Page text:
Kinetic Energy Recovery Systems are being used by every car in the field for the first time this year.
Introduced in 2009, the hybrid engine systems convert energy that would otherwise be wasted during deceleration to give drivers an extra boost of performance they can use when needed.
In this video from Mercedes, Lewis Hamilton and Nico Rosberg explain how KERS works and how they use it differently in a race scenario and when they are setting a hot lap in qualifying.
Hamilton was the first driver to win a race using KERS in the 2009 Hungarian Grand Prix, running Mercedes’ system on his McLaren.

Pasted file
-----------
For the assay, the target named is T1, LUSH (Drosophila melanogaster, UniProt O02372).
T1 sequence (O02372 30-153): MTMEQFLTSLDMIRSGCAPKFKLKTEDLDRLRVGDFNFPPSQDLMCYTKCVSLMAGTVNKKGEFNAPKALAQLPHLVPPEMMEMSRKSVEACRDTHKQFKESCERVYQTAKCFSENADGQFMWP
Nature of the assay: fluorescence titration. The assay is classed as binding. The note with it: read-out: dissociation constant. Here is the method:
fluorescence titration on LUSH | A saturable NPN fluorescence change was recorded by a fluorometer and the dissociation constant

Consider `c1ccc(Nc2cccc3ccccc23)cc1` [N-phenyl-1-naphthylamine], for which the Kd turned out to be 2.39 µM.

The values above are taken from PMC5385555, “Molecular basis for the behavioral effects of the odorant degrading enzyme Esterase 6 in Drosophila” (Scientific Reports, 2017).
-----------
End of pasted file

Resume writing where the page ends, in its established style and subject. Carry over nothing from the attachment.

Drivers can adjust how much energy KERS harvests using controls on their steering wheel. This has a strong effect on the car’s performance under braking, making it important for them to choose the right setting depending on the conditions.
The technology is set for an overhaul next year when teams will be allowed to use more sophisticated and more powerful Energy Recovery Systems. The maximum energy they can use will rise tenfold, from 400kJ to 4MJ. This will more than double the current power 80bhp power boost drivers get from KERS.
Drivers will have 33.3s of boost available per lap, up from 6.7s.